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Predicting Sky Island Forest Vulnerability to Climate Change: Fine Scale Climate Variability, Drought Tolerance, and Fire Response

Principal Investigator
Dylan Schwilk


Start Date
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The sky island forests of the southwestern United States are one of the most diverse temperate forest ecosystems in the world, providing key habitat for migrating and residential species alike. Black bear, bighorn sheep, mule deer, and wild turkey are just a few of the species found in these isolated mountain ecosystems that rise out of the desert landscape. However, recent droughts have crippled these ecosystems, causing significant tree death. Climate predictions suggest that this region will only face hotter and drier conditions in the future, potentially stressing these ecosystems even further. Simple models predict that vegetation will move to cooler and wetter locations in response to this warming. However, species responses [...]

Child Items (4)


Principal Investigator :
Dylan Schwilk
Co-Investigator :
Scott Holaday
Cooperator/Partner :
Helen Poulos, Anne Stoner
Funding Agency :
South Central CSC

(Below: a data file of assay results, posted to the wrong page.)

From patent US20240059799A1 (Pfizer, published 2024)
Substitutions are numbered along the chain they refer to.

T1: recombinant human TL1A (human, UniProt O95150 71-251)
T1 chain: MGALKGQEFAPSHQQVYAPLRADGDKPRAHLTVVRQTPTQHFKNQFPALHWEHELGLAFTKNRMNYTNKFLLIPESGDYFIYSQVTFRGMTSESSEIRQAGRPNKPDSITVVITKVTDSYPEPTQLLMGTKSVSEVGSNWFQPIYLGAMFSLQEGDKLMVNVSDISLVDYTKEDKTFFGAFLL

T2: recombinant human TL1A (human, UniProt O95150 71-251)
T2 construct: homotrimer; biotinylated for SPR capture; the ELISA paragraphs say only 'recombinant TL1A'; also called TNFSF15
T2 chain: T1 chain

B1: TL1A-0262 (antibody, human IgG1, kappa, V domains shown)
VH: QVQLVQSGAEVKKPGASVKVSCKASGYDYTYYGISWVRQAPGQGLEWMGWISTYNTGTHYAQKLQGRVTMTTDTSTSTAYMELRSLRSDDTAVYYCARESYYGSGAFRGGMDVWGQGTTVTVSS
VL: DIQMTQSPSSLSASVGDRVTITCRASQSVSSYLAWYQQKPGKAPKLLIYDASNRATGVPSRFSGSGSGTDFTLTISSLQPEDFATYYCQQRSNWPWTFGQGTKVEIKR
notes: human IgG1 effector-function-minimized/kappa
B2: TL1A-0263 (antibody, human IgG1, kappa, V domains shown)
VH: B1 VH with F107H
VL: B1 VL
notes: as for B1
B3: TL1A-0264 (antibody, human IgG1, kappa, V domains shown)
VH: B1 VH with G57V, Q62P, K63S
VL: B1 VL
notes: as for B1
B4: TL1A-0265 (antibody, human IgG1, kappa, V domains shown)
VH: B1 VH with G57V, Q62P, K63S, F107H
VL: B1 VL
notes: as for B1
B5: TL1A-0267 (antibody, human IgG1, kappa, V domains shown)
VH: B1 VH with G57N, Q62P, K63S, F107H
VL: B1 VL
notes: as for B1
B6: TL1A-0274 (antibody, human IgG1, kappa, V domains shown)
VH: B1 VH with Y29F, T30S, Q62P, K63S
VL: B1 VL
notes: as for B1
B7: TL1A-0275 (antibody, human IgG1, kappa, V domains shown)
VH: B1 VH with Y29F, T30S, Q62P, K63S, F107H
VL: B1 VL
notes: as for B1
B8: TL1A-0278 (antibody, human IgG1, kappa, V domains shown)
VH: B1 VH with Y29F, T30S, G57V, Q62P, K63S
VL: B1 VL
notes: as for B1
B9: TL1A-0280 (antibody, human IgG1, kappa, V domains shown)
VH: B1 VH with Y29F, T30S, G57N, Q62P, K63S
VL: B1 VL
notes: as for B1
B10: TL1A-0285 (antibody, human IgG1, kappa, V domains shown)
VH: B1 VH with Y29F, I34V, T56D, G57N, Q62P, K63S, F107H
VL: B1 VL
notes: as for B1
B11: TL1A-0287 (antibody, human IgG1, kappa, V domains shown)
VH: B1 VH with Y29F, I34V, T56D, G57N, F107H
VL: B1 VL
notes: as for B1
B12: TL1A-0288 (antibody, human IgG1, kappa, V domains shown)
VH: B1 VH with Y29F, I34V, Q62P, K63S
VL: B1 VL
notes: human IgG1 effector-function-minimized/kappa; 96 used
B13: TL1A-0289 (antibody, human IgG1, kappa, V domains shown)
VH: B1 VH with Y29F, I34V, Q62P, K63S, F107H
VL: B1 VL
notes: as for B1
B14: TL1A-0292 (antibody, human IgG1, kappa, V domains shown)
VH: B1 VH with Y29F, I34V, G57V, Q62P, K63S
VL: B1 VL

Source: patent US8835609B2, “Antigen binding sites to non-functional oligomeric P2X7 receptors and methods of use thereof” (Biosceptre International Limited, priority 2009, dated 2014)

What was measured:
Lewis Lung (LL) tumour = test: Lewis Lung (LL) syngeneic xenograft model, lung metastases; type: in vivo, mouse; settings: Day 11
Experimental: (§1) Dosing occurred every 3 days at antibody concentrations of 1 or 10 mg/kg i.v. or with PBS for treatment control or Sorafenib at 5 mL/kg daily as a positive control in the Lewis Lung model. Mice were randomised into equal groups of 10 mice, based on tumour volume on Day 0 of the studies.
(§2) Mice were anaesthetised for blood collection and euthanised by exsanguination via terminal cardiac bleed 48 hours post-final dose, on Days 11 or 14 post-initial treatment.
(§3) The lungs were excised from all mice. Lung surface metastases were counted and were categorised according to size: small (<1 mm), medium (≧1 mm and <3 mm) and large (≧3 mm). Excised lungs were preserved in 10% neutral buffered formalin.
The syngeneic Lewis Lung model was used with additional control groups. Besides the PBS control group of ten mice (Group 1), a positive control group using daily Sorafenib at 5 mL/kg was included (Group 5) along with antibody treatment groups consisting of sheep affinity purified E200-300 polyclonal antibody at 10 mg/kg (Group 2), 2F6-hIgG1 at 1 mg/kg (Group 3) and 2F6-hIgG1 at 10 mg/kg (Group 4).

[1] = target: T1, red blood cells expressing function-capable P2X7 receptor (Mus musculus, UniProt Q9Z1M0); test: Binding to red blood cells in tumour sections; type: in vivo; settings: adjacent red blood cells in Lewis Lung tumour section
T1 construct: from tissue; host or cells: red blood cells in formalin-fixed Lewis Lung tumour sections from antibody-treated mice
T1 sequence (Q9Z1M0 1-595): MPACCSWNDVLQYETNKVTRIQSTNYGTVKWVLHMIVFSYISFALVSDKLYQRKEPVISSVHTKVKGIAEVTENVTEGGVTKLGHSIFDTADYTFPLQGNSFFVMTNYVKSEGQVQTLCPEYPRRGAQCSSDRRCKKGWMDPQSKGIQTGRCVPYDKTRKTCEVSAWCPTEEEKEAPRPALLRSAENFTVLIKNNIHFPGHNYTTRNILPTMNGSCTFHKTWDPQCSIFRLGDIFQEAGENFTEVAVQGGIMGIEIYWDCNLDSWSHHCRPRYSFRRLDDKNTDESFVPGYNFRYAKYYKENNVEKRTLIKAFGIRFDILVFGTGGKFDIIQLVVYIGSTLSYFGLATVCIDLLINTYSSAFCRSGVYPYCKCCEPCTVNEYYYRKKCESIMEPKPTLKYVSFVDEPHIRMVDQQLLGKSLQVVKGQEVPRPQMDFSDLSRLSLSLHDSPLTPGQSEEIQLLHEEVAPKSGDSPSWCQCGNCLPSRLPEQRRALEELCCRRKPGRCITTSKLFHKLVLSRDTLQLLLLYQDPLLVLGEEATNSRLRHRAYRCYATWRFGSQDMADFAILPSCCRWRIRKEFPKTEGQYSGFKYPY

CMS Group :
Climate Adaptation Science Centers (CASC) Program

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“Big Bend National Park - Credit: NPS”
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The Sky Island forests of the southwestern United States comprise one of the most diverse temperate forest ecosystems in the world. These mountain ranges are key animal habitats and important stepping stones for migration. Drought has led to significant tree death throughout the southwest and climate predictions are that this region will face a hotter, more arid climate in the future. Simple models of plant response to warming climates predict vegetation moving to cooler and wetter locations (“marching upslope”). However, the mechanisms explaining species-specific responses to changes in temperature and water availability are much more complex. Nighttime lows and daytime high temperatures may show contrasting elevational patterns and water availability does not uniformly increase with elevation. The nonlinearities in local microclimate signal the need to assess the interacting effects of drought and temperature on tree survival. To fill these current gaps in knowledge, project researchers propose to 1) identify the key traits influencing contemporary distributions of forest tree species in western Texas 2) collect micro-climate and soil moisture measurements and conduct fine-scale climate downscaling across three replicated mountain ranges that host important forest resources, and 3) use this information to predict how species might shift under future warmer and drier climates.

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Additional Information


Type Scheme Key
RegistrationUUID NCCWSC 9326d51b-5154-4b8c-bc15-8f01b319f94c

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